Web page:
Tips on how to take great travel photos
By Bob Difley
Nearly everyone who travels–and what RVer doesn’t?–likes to document their trips with journals and photos. With the rapid advancements in digital devices, the Internet, and social media, travel documentation has become both instant and easy. Instead of journals there is now blogging, sending instant reports to friends, relatives, and followers. Social media permits photos and short text descriptions instantly across the internet. And digital cameras, tablets, and smart phone cameras used with apps like Instagram permit even the most amateur of photographers to take photos of the places they visit and post them with a couple clicks or button pushes for all to see–and admire.
But the biggest advance–the game changer, as Kodak followers can tell you–has been the invention and adoption of the digital camera. Film is gone except for special applications–and so is film expense. With digital you can snap away with complete disregard for the cost of the film and processing that will follow every photographic episode. Now it’s possible to take your travel photos from every vantage point, to experiment with different angles, shoot from ground level or from rooftops, change your speed or depth of field, take dozens of shots of the same subject to see what works–then delete all the ones that don’t. And it doesn’t cost a penny to delete even 90% of your shots just to get the right one.
And one of the truly neat things about digital photography–as almost all photographers will tell you–it’s not the equipment that makes the picture, it’s the photographer. So feel free to experiment constantly and study your results. You will see a scene in a different way than any other photographer. And that is what makes your photos unique.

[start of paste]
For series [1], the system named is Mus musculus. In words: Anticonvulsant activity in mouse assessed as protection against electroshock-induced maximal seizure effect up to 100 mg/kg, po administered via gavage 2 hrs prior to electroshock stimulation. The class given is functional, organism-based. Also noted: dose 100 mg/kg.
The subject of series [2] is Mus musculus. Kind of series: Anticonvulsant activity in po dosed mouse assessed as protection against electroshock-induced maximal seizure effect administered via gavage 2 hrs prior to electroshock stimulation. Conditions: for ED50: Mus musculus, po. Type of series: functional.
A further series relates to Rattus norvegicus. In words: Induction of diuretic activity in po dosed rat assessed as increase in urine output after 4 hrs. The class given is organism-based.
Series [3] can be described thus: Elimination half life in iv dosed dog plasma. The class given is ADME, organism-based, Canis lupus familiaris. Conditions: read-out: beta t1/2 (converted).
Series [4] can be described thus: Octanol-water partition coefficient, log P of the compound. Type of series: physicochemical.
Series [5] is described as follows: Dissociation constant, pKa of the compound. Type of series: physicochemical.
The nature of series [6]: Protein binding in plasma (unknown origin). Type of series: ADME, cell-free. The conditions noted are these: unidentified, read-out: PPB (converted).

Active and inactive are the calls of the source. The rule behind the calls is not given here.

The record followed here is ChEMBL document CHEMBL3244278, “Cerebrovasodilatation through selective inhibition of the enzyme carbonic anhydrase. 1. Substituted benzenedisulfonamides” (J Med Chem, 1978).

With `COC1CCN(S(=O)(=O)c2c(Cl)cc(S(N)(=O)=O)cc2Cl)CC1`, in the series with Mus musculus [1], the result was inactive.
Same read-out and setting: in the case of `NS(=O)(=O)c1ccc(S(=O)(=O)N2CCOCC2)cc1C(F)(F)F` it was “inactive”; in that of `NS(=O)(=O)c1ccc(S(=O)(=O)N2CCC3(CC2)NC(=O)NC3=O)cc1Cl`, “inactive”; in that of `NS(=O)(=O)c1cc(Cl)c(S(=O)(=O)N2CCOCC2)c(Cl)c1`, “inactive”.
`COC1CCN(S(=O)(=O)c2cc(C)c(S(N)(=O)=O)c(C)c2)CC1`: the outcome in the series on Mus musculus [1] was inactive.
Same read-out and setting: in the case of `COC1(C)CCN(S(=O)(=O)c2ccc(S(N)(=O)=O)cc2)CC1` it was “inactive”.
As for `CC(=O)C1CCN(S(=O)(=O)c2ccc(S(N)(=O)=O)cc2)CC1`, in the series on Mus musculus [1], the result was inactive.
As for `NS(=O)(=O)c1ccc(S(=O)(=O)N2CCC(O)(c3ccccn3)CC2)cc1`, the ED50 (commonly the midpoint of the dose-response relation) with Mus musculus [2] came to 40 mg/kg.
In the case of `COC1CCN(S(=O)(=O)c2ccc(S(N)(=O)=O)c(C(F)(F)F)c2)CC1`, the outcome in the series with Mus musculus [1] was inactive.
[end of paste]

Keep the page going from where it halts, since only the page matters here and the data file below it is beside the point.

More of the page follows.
To help you along the path to great photography, Chuck Delaney–who is the Director of the 120 year old New York Institute of Photography and a professional photographer for over 30 years–has put together a new book, Top Travel Photo Tips, which he describes as “a quick-and-easy everyday photography guide,” to show you how to do it.
Delaney picks the brains of ten of the world’s top travel photographers for the tips that they use daily to create the photographs that fill the pages of the most prestigious travel magazines, and lays them out for you in this book. If you want to take better–even great–travel photographs then this is the book for you–and it will fit in your camera bag where you can refer to it as you are shooting. As a photographer, this is a book I wish I had when I was developing as a photographer.
For RVing articles and tips take a look at my Healthy RV Lifestyle website, where you will also find my ebooks: BOONDOCKING: Finding the Perfect Campsite on America’s Public Lands (PDF or Kindle), 111 Ways to Get the Biggest Bang for your RV Lifestyle Buck (PDF or Kindle), and Snowbird Guide to Boondocking in the Southwestern Deserts (PDF or Kindle), and my newest, The RV Lifestyle: Reflections of Life on the Road (PDF or Kindle reader version). NOTE: Use the Kindle version to read on iPad and iPhone or any device that has the free Kindle reader app.
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